When the 2022 Adelaide Biennial of Australian Art: Free/State opens on Friday, March 4, at the Art Gallery of South Australia, it will reveal bold and expansive visions representing transformative personal and public moments expressed through the art of today.

It will be an apt tribute to its long-time supporter, Neil Balnaves (1944-2022). Neil’s bold and expansive philanthropic vision for the arts was inspired by his own personal transformative experiences. In turn, Neil has influenced countless Australians’ experiences with art and ideas.

Neil, who passed away suddenly last week, lived two lives of great achievement. First, he was the highly successful television and film production entrepreneur, who brought Australian audiences such popular home-grown TV shows as Blue Heelers, Bananas in Pyjamas, Big Brother, and The Secret Life of Us, among many others. Then, after a life-altering boating accident 20 years ago prompted a personal and professional recalibration, he became one of Australia’s most beloved benefactors – a champion of the arts who has used his wealth to enrich the lives of others.

In 2006, Neil founded The Balnaves Foundation as a catalyst for change, for creating a better Australia. Over the years he has directed its philanthropy towards diverse fields, including arts, medicine and education, with a focus on young people, First Nations people and the disadvantaged. The breadth of the foundation’s transformative and positive impact on Australian contemporary society is profound. Adelaide has felt the impact of this generosity, especially through his support of AGSA.

Art, he often said, reveals the soul of a country. And as such, he suggested, it should be available to all. “It should not be on a pedestal,” he said in an interview a decade ago. “It should be something for everybody.”

For the young Neil growing up in Adelaide in the 1950s, art seemed remote. He recalled visiting the gallery, but not appreciating “what I was looking at … and what I could get out of it”. That is partly why he was such an enthusiastic advocate for AGSA’s programs to engage young people in art from an early age. From its inception in 2009 until 2015, AGSA’s Start at the Gallery program of monthly art-based activity days for children and families had the generous backing of The Balnaves Foundation, helping to establish a lifelong love of arts among the thousands of children who take part in it each year. Since 2016, The Balnaves Foundation has focused its support towards teenagers, by funding AGSA’s Neo program of cool creativity for young adults.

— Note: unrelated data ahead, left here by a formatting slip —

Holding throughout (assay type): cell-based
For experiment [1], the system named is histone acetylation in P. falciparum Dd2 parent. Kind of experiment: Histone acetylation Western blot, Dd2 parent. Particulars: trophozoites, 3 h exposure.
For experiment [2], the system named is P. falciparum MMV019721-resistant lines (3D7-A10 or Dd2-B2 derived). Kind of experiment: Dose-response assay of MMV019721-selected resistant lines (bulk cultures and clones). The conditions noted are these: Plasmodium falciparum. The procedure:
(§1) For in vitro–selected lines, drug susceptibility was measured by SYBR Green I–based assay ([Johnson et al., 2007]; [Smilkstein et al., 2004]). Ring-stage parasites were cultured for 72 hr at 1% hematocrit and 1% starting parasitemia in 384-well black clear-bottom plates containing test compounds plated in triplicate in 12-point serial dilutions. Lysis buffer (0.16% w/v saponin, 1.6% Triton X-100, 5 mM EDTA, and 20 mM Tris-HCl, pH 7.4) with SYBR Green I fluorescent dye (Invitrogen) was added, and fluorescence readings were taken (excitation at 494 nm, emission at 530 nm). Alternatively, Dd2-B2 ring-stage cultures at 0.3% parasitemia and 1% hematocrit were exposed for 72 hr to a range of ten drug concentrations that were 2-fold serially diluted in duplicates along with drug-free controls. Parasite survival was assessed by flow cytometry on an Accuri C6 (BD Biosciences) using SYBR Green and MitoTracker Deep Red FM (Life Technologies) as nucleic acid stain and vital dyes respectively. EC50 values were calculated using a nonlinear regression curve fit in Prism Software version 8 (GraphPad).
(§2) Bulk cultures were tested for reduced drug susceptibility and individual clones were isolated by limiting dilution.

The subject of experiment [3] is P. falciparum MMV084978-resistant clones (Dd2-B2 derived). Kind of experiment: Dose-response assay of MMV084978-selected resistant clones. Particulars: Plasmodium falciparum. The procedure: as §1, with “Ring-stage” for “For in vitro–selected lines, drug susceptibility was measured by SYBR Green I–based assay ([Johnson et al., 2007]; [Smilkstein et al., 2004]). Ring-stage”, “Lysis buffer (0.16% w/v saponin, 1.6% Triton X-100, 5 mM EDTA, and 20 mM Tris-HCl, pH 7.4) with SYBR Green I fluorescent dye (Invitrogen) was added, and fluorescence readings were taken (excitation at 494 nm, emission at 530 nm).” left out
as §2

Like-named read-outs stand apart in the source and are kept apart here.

Neil’s belief in art being accessible to all is evident also at the Adelaide Festival with thousands on low incomes able to enjoy festival events, thanks to The Balnaves Foundation’s support of the Tix for Next to Nix program. Arts and social equity were real and related issues for Neil. “The arts play an important role in achieving a balanced society,” he told another interviewer in 2013.

Over many years through the foundation, he donated almost $2.5 million to AGSA. Since 2012, the foundation has been the principal donor supporting the Adelaide Biennial at AGSA, a decade-long partnership that has fuelled our ability to deliver ambitious aims for the biennial and outstanding experiences for the nearly 500 artists and close to a million visitors to date.

Always an involved philanthropist, Neil spearheaded the Biennial Ambassadors program, hosting events with his wife Diane at their Sydney home to leverage broader nationwide support for the Adelaide Biennial and its artists. His six years on the Art Gallery Board (2013 – 2019) similarly engaged his energy as a change-maker and provocateur at an executive level. He stated in the AGSA magazine in 2010: “We’re not great believers in writing a cheque and walking away. We believe in building something, giving a long-term commitment to it and building it up.”

Neil’s impact on the arts has touched the entire country, with support for visual and performing arts projects, programs, practitioners, public discourse, and audiences including Australia’s presence at the Venice Biennale. He was made an Officer of the Order of Australia in 2010.

Neil’s legacy will remain as an inspiring champion of the arts and as an active visionary for a better society. His generosity will continue into the future through The Balnaves Foundation, currently led by his son, Hamish Balnaves.

We join with all in the Australian arts community in extending our heartfelt condolences to Diane and their family.

Rhana Devenport ONZM is director of the Art Gallery of South Australia.

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